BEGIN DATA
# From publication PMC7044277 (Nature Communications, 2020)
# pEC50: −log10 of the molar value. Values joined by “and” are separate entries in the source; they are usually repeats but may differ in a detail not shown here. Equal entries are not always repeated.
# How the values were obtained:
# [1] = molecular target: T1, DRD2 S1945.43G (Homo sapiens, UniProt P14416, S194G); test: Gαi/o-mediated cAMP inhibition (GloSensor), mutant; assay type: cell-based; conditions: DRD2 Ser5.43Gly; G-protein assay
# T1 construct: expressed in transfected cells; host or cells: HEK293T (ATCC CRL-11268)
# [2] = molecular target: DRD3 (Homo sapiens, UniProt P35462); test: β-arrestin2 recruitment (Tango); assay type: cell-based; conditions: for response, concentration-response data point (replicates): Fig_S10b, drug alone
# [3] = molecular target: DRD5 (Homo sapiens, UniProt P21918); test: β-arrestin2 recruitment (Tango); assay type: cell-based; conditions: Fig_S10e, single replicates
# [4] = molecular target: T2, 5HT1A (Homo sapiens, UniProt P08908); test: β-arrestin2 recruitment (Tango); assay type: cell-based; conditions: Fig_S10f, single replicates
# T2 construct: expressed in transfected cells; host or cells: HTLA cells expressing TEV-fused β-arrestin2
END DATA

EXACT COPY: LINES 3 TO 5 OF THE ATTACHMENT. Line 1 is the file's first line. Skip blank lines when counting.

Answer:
# How the values were obtained:
# [1] = molecular target: T1, DRD2 S1945.43G (Homo sapiens, UniProt P14416, S194G); test: Gαi/o-mediated cAMP inhibition (GloSensor), mutant; assay type: cell-based; conditions: DRD2 Ser5.43Gly; G-protein assay
# T1 construct: expressed in transfected cells; host or cells: HEK293T (ATCC CRL-11268)